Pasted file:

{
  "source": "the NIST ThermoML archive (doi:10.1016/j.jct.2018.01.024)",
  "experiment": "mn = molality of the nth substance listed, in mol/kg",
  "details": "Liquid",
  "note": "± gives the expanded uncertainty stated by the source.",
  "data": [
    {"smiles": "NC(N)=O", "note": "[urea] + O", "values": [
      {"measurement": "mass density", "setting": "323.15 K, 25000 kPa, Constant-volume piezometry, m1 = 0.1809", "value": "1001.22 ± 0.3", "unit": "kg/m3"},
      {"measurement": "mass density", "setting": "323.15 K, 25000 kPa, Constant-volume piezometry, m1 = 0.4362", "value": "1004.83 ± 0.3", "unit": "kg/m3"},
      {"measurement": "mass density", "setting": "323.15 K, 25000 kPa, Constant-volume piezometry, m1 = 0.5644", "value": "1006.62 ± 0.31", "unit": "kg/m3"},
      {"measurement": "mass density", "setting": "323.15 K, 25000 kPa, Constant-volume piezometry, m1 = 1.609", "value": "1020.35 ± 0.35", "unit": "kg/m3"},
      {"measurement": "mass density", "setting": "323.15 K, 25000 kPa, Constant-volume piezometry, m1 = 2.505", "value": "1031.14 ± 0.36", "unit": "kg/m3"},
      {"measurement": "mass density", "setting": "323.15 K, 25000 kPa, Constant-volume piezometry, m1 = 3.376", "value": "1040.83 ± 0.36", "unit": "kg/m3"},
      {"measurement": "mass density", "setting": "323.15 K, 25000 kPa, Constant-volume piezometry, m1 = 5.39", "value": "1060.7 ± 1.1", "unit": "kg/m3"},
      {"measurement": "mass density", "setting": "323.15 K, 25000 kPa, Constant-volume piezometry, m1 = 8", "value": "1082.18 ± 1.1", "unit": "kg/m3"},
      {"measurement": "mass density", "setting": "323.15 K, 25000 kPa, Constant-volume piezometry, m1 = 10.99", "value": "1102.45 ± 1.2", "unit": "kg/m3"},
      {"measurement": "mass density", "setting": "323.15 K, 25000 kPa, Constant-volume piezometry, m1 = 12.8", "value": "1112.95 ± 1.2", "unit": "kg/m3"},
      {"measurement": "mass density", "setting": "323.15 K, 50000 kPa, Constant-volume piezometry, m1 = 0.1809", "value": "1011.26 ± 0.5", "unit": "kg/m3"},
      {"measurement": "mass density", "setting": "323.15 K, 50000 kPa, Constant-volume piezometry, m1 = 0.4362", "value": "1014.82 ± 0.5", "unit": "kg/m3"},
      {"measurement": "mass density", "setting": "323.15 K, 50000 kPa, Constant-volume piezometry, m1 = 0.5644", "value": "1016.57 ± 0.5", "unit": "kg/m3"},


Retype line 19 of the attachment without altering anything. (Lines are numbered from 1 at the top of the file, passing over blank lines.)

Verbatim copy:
      {"measurement": "mass density", "setting": "323.15 K, 50000 kPa, Constant-volume piezometry, m1 = 0.4362", "value": "1014.82 ± 0.5", "unit": "kg/m3"},